Figure 1.
Figure 1.:
Capsule endoscopy showing a large, ulcerated mass likely in the mid-to-distal jejunum.
Figure 2.
Figure 2.:
Pathological evaluation of the jejunum showing normal tissue (above line) and tumor (below line with blue arrows) 20× magnification.

DISCUSSION

Our case represents an important example of clear cell renal cell carcinoma metastasizing to the bowel and causing persistent life-threatening gastrointestinal bleeding. It serves as a useful example of this infrequent but clinically relevant etiology of small bowel gastrointestinal bleeding. Included below is a summative table of previously published literature, describing small bowel metastases (excepting duodenal metastases) by renal cell carcinoma (Table 1). From the 10 previous cases of jejunal metastases described; 4/10 presented with intussusception, whereas the remainder presented with lower gastrointestinal bleeding. The average age of this small population was 59 years; average time to presentation postnephrectomy was 5.2 years; 4 were women and 6 were men.

Table 1.
Table 1.:
Summary of previously-published literature describing renal cell carcinoma metastatic to small bowel

This case also serves as an important reminder to consider a patient's full medical history, both while evaluating for causes of gastrointestinal bleeding and as a general principle of practice. Although endoscopy or interventional radiology interventions are often needed for the management of small bowel bleeding, in this case, surgical intervention was necessary for definitive treatment. As mentioned previously, CT enterography is recommended if concern for malignancy is present,2 and a repeat study might have sped the diagnosis and treatment of this patient. Although metastatic carcinoma is an established possible cause of small bowel gastrointestinal bleeding,12 it is uncommon that clear cell renal cell carcinoma should metastasize to the small bowel1 and may therefore be missed as a potential cause. Thus, it is important to consider metastatic cancer in the differential of unexplained gastrointestinal bleeding in a patient with personal history of cancer.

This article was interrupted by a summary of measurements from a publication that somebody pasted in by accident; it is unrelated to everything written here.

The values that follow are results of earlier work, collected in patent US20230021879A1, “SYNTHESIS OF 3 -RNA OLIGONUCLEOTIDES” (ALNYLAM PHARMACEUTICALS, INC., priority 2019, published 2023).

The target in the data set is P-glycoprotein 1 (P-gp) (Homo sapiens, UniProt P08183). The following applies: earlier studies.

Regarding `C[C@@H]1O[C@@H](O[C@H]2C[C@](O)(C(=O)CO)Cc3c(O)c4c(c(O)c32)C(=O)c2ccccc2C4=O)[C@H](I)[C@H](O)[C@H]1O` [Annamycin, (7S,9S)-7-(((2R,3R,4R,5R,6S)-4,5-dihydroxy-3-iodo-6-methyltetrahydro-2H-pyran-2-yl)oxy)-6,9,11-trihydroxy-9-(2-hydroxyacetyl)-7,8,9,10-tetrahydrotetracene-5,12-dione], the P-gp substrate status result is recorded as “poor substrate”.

In general, the management of small bowel gastrointestinal bleeding can be an extremely difficult undertaking. As is demonstrated with this case, it is not uncommon that a patient is required to undergo multiple procedures and imaging studies and still not have a final diagnosis.13 In addition, even once a diagnosis is made or suspected, treating the causative disease can also be a limiting factor, frequently because of difficult-to-assess locations, as in our case.14 If an active source is identified, endoscopic or surgical intervention should be performed without delay. In a stable patient with no source identified after the above approaches, conservative management is recommended, including as-needed transfusions and blood draws. Repeating the above diagnostic methodologies can be attempted in patients with recurrent bleeding if it would guide or change clinical management.2

DISCLOSURES

Author contributions: BM Mitchell wrote the manuscript. J. Lapinski edited the manuscript and provided the pathology images. A. Rubio-Tapia wrote the manuscript, provided the endoscopic images, and is the article guarantor.

Financial disclosure: None to report.

Informed consent was obtained for this case report.